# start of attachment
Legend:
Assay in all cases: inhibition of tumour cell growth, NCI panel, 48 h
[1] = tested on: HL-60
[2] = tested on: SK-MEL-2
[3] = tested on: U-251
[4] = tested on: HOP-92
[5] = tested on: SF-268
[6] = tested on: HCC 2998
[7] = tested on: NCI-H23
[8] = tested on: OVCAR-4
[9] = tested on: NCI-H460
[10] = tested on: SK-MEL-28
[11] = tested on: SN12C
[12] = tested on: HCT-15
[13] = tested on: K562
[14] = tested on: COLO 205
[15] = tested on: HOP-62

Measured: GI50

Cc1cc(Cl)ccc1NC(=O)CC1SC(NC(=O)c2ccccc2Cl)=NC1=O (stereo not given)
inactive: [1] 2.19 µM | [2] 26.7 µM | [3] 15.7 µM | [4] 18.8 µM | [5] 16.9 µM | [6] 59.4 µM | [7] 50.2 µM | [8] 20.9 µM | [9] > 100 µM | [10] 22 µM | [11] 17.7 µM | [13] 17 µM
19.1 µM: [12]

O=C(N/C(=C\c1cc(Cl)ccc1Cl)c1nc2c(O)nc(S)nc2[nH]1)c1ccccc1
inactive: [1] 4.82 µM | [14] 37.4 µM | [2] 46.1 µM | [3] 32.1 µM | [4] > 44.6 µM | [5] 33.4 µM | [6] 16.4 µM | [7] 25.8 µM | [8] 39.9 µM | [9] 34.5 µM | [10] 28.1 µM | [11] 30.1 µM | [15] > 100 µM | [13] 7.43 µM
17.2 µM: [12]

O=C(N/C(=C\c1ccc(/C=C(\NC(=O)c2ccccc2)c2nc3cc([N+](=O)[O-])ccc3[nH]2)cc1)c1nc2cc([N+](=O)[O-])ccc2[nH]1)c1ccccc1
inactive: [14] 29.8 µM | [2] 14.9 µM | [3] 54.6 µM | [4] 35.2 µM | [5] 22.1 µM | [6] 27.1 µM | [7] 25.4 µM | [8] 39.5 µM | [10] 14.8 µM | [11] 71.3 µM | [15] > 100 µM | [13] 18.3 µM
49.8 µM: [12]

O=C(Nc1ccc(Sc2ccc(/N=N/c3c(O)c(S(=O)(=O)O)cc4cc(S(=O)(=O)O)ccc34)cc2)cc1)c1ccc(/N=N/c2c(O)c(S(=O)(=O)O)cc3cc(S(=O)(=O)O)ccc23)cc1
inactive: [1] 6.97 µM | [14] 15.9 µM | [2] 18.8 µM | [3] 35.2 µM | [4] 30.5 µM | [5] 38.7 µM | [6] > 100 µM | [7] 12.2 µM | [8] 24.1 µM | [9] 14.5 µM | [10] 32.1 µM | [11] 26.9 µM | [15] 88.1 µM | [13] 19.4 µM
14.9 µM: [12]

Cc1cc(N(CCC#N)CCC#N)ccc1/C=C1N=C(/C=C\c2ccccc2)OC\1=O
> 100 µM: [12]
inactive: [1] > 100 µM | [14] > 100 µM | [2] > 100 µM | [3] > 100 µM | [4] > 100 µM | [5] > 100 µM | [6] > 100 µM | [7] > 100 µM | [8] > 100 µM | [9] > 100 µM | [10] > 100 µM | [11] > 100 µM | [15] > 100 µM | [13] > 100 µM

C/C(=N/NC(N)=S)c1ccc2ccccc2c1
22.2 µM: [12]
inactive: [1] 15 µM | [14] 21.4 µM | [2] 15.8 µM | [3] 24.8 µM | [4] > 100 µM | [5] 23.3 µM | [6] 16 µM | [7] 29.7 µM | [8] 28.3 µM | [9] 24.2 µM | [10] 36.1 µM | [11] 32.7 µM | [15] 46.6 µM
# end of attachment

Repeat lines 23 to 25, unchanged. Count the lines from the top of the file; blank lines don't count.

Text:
inactive: [1] 4.82 µM | [14] 37.4 µM | [2] 46.1 µM | [3] 32.1 µM | [4] > 44.6 µM | [5] 33.4 µM | [6] 16.4 µM | [7] 25.8 µM | [8] 39.9 µM | [9] 34.5 µM | [10] 28.1 µM | [11] 30.1 µM | [15] > 100 µM | [13] 7.43 µM
17.2 µM: [12]

O=C(N/C(=C\c1ccc(/C=C(\NC(=O)c2ccccc2)c2nc3cc([N+](=O)[O-])ccc3[nH]2)cc1)c1nc2cc([N+](=O)[O-])ccc2[nH]1)c1ccccc1